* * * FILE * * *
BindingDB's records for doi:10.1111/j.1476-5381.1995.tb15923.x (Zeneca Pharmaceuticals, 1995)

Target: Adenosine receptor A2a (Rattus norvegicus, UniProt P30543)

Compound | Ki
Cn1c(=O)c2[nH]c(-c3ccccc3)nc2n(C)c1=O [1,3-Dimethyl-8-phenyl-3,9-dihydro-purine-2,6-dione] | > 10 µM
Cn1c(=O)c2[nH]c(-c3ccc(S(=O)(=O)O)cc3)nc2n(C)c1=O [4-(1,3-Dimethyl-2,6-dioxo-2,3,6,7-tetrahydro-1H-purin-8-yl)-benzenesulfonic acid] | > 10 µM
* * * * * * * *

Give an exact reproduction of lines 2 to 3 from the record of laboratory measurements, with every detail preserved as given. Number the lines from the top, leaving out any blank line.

Target: Adenosine receptor A2a (Rattus norvegicus, UniProt P30543)

Compound | Ki